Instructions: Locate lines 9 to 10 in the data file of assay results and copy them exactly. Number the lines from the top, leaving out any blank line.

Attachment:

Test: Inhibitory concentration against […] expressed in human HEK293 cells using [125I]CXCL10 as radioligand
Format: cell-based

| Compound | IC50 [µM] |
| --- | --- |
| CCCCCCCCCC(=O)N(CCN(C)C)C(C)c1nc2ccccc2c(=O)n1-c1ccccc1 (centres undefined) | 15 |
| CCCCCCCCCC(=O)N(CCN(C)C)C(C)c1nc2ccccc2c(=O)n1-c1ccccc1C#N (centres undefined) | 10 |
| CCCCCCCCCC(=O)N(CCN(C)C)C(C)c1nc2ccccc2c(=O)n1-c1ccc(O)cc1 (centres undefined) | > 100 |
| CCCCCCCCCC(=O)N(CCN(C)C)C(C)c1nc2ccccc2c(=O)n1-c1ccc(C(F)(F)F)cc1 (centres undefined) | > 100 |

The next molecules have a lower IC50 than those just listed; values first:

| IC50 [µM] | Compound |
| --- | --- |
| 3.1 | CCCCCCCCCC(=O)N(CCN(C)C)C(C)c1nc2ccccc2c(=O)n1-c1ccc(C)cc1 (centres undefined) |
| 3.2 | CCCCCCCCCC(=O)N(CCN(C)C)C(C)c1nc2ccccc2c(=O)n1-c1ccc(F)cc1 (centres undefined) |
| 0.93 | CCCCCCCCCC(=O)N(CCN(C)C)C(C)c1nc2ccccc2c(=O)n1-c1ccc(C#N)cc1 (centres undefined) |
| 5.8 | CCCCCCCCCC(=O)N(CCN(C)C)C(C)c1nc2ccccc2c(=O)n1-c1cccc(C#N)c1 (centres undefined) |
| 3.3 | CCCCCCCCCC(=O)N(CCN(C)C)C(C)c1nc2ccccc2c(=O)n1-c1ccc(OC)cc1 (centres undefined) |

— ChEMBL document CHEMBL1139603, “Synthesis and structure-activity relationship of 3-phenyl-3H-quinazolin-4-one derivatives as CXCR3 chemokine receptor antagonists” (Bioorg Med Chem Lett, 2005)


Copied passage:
The next molecules have a lower IC50 than those just listed; values first:

| IC50 [µM] | Compound |